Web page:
Masitinib is a tyrosine kinase inhibitor (TKI) approved for the treatment of canine mast cell tumors.7,8 In oncology, no clinical trials with masitinib have been published for feline patients. This compound has an interesting inhibitory profile to address FISS, selectively and potently inhibiting the tyrosine kinase receptors c-Kit, Lyn, and platelet-derived growth factor receptor (PDGFR). In the past, clinical case reports with imatinib (Gleevec® or Glivec®; Novartis, Basel, Switzerland), another TKI, have demonstrated tumoral stabilization in the treatment of FISS.9 The observation set out below describes a therapeutic test with masitinib in a case of FISS. Obviously it cannot be considered predictive for other cases. The objective of this observation was to instigate further studies in order to assess the therapeutic relevance of TKIs in FISS.

Case report

In March 2012, an 8-year-old castrated and vaccinated male European shorthaired cat weighing 4 kg was presented for consultation with a 2 cm deep thoracodorsal subcutaneous tumor measuring 3×6 cm. It was painless, firm, and multinodular on palpation, adherent to deep tissues, and according to the owners had shown a rapid evolution within approximately 1–2 months. The most recent injections in this thoracodorsal area had been performed a year previously for vaccines against feline viral rhinotracheitis, calicivirus, panleukemia, feline leukemia virus, and rabies. Further examinations gave normal results: absence of satellite adenopathy, absence of pulmonary metastasis on X-ray examination, negative feline leukemia virus, and feline immunodeficiency virus blood tests and normal hematology and biochemistry values. Further to the owner’s financial choice, computed tomography and magnetic resonance imaging were not performed. With the very strong suspicion of FISS and taking into account the rapid tumor progression, prompt wide surgical resection was the best option, with the objective of clarifying the diagnosis from the excisional tumor. To avoid delay, a prior biopsy was not deemed essential. A large surgical excision was made. Perioperative pain was monitored as usual using opiates and non-steroidal anti-inflammatories. The excision was unfortunately incomplete. A small portion of the tumor measuring 1×3 cm, 0.5 cm deep, situated on the periphery, and remaining at the end of the surgery, was not removed to avoid widespread tissue damage and excessive tension on the stitches. This small tumor corresponded to a local extension of the primary tumor.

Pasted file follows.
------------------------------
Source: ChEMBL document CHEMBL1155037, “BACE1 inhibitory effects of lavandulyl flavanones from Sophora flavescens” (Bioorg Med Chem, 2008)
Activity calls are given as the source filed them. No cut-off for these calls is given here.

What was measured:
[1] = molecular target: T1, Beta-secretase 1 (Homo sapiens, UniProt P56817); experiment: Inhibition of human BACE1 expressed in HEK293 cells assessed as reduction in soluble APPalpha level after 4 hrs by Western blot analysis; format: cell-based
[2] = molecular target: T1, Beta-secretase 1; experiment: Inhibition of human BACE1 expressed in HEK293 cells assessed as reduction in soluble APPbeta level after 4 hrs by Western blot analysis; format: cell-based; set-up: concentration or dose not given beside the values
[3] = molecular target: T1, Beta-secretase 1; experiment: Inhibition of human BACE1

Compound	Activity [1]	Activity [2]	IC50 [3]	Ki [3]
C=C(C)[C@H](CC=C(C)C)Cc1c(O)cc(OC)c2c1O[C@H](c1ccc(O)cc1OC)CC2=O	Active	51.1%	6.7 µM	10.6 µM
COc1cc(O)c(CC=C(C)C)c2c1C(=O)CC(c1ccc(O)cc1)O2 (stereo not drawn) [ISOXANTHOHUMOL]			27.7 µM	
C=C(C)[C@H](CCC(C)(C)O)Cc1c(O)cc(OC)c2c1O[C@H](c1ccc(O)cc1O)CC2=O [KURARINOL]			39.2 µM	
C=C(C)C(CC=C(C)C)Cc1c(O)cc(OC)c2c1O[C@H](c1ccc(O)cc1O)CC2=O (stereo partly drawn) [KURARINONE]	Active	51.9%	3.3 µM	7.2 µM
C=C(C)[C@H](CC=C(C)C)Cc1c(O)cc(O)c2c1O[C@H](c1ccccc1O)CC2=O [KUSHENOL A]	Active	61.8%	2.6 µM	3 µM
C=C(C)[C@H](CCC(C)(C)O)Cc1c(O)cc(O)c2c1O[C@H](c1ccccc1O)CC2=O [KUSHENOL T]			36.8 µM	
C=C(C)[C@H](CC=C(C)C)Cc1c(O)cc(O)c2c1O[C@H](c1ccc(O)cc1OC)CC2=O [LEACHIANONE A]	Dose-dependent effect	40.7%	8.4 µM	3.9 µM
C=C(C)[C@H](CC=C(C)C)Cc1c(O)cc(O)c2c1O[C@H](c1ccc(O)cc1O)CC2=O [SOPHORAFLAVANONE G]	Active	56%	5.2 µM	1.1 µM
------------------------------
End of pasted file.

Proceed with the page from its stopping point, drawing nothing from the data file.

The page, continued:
Histological analysis confirmed a lesion of feline fibrosarcoma complex (malignant fibrous histiocytoma), but no associated panniculitis lesion. The tumor was nonencapsulated and infiltrative. The prognosis was reserved because of the risk of potential local recurrence (75% of cases within 6–9 months) and development of metastases (25% of cases). The median survival is estimated at 16–19 months.4 Adjuvant radiotherapy and chemotherapy was fully indicated in this situation but was denied by the owners.